Author: Darren Carlson
In Christianity and Conversion among Migrants, Darren Carlson explores the faith, beliefs, and practices of migrants and refugees as well as the Christian organizations serving them between 2014–2018 in Athens, Greece. This is the first major study of migrant faith communities and refugee centers conducted in Athens. The study traces the travel stories of participants as they leave their home countries and migrate to Athens.

Darren Carlson discusses the ways evangelical and Pentecostal Christians served migrants along their journey, how churches and specific refugee centers served and proclaimed the gospel, and the impact Christian witness had on migrants, particularly Muslims, who were converting to evangelical Christian faith.
This edited collection, Intersecting Religion and Sexuality: Sociological Perspectives, outlines what an intersectional analysis can offer research into religion and sexuality. It draws on various research projects which focus on different facets of this topic, such as queer sexualities, unmarried motherhood and heterosexuality, to explore how religion and sexuality intersect with each other, and with other identities such as ethnicity, gender and social class. Given the predominantly heteronormative nature of many religious traditions, marginality, power dynamics and inequalities are central to these interrogations. Intersectionality is an important theoretical lens through which to explore identities that are variously impacted by particular power dynamics and axes of privilege and disadvantage.
Performing Splendour in Catholic and Protestant Contexts
A multidisciplinary international group of scholars study the concept of magnificence as a social construction in seventeenth-century Europe. Although this period is previously described as the ‘Age of Magnificence’, thus far no attempts have been made to look how the term and the concept of magnificence functioned. The authors focus on the way crucial ethical, religious, political, aesthetic, and cultural developments interacted with thought on magnificence in Catholic and Protestant contexts, analysing spectacular civic and courtly festivities and theatre, impressive displays of painting and sculpture in rich architectural settings, splendid gardens, exclusive etiquette, grand households, and learned treatises of moral philosophy.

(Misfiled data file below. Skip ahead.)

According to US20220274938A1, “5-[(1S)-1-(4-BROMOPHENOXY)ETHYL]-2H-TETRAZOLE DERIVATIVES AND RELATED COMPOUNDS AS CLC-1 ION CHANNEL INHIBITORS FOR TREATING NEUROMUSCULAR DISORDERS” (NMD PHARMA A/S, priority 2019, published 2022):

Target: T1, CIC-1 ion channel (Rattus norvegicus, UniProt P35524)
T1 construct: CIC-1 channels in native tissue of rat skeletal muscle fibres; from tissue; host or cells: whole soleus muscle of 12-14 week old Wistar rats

Contributors are: Lindsay Alberts, Stijn Bussels, Jorge Fernández-Santos, Anne-Madeleine Goulet, Elizabeth den Hartog, Michèle-Caroline Heck, Miguel Hermoso Cuesta, José Eloy Hortal Muñoz, Félix Labrador Arroyo, Victoire Malenfer, Alessandro Metlica, Alessandra Mignatti, Anne-Françoise Morel, Matthias Roick, Kathrin Stocker, Klaas Tindemans, and Gijs Versteegen.
Author: Mirella Klomp
In what is often considered ‘a society “after God”’, millions of Dutch participate annually in a public multi-media performance of Christ's Passion. What to make of this paradox? In Playing On: Re-staging the Passion after the Death of God, Mirella Klomp offers a theological analysis of this performance and those involved in it. Working in an interdisciplinary fashion and utilizing creative interludes, she demonstrates how precisely this production of Jesus' last hours carves out a new and unexpected space for God in a (post-)secular culture. Klomp argues compellingly that understanding God's presence in the Western world requires looking beyond the church and at the public domain; that is the future of practical theology. She lays out this agenda for practical theology by showing how the Dutch playfully rediscover Christian tradition, and – perhaps – even God.
In exploring ‘Abdu’l-Bahá’s visits to Britain, Brendan McNamara expands the jigsaw of our knowledge of how “the east came west”. More importantly, by exploring the visits through the motives of those that received him, The Reception of ‘Abdu’l-Bahá in Britain: East Comes West demonstrates that the “cultic milieu” thesis is incomplete. Focusing on a number of well-known Edwardian Protestant reformers, the book demonstrates that the arrival of eastern forms of religions in Britain penetrated more mainstream Christian forms. This process is set within significant developments in the early formation of the study of religions, the rise of science and orientalism. All these elements are shown to be linked together. Significantly the work argues that the advent of World War One changed the direction of new forms of religion leading to a ‘forgetfulness’ that has lasted until the present time.